Book: The Thinking School by Kulvarn Atwal (EdD) via @JohnCattEd

Published by John Catt Education

The Thinking School

14.00
8.9

Content

9.5/10

Pedagogical

9.0/10

Authority

8.5/10

Accessible

8.5/10

Value

9.0/10

Pros

  • Very thoughtfully written, supported by relevant reading.
  • Provides ideas to encourage schools to develop meaningful CPD for staff.
  • Encourages school leaders to provide a climate where teachers feel encouraged to develop practice.
  • Advocates strategies that can be easily implemented in all schools to help support CPD.

Kulvarm Atwal has been on a journey. A significant learning journey, focusing on teacher learning and the factors that impact on teacher engagement in professional learning activities. But, within his EdD (Educational Doctorate) research, he spotted an irony in schools – the very places that provide rich learning experiences for their students can fail to equally rich learning for the adults working within the setting. 

In the book, Atwal challenges the more traditional means of providing professional development for teachers – usually involving the implementation of government imposed initiatives, rather than individualised professional learning opportunities. The challenge is finding space to deliver a more dynamic learning environment for teachers – a thinking school that is fundamental to improving children’s learning experiences.

Through the book, Kulvarn explores the dynamic learning community in a thinking school (including a valuable table exploring the key features of a dynamic learning community) along with the position of leadership in such a model. But ultimately, the book provides actionable activities that can be added within professional development to enhance the teaching and learning experiences within a school.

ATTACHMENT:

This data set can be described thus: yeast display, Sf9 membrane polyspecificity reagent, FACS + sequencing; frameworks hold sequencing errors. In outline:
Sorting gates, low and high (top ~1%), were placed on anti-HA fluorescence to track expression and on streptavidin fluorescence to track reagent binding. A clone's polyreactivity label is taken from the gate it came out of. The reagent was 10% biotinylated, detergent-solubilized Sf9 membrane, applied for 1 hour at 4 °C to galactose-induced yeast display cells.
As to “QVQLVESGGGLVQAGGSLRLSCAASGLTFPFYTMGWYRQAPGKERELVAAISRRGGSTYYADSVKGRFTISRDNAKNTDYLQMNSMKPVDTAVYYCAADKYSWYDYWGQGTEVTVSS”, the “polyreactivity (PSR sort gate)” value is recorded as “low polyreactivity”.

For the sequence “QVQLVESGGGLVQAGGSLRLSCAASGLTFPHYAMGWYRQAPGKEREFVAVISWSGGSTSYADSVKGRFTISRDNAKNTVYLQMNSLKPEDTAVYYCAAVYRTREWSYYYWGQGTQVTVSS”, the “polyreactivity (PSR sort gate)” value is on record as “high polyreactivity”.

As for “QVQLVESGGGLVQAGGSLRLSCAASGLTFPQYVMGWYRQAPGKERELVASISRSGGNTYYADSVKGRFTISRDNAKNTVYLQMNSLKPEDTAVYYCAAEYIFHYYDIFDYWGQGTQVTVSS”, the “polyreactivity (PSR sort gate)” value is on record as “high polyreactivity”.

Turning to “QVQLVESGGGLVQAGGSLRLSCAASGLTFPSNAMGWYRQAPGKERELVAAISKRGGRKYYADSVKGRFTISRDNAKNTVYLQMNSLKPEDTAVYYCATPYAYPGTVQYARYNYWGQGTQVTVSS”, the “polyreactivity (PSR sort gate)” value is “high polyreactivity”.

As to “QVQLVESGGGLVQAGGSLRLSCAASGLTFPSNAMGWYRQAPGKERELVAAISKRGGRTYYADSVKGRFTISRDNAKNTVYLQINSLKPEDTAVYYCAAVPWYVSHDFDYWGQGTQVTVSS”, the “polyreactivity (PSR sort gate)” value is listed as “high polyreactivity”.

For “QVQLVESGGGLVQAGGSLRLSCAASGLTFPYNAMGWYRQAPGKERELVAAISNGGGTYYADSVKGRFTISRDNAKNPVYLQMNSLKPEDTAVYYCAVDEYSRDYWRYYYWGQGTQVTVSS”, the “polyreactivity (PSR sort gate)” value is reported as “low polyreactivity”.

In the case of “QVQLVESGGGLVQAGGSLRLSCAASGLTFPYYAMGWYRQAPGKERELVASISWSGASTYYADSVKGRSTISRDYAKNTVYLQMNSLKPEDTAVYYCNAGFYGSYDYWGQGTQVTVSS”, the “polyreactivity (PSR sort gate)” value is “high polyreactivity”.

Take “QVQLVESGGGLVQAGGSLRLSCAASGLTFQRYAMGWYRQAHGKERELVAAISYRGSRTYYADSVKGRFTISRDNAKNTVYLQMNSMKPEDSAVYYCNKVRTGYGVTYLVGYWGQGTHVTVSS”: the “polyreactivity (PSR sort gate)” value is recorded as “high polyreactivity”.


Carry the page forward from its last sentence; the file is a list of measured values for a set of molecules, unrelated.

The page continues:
For Atwal, Action Research is at the heart of a ‘thinking school’, advocating that teachers should engage in research to develop their knowledge, skills and understanding. The shape that ‘research’ takes doesn’t need to be retained in a traditional, academic sense, but a reflection of practice, collaboration with others, and exploring pedagogical approaches that make a positive impact can result in improved outcomes. A professional certificate is not always necessary – the ultimate aim is to improve learning and practice within a school setting. Essentially, research does not need to involve engaging with stuffy academic texts, and with more online and social media opportunities, finding pedagogical gems is now much easier, and can help be more engaging as it is personalised and of interest to the individual (bottom-up, rather than top-down professional development). The book explores peer learning in practice, lesson study, and assessment for learning – all providing a starting point for anyone to examine when considering what professional development could look like in their setting.

Kulvarn is a primary school headteacher, but that is irrelevant in terms of this book as the approaches and ideas shared through this very considered book can be applied at all levels of education. What is clear, from reading through the book, is that a desire is required by individual teachers to be highly motivated, developing a personal drive for their continual learning. Ultimately, the role of the leadership is crucial here, and safely sharing learning and experiences together needs to be valued for sustained development.

Kulvarn’s thesis (that inspired the book) is available online. Reference below:

Atwal, K (2016) Developing an understanding of the factors that influence teacher engagement in action research and professional learning activities in two English primary schools. Professional Doctorate Thesis. Accessed at: http://roar.uel.ac.uk/5367/

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About @digicoled 290 Articles
Colin Hill - Founder, researcher and editor of ukedchat. Also a bit of a tech geek! Project management, design thinking, and metacognition.

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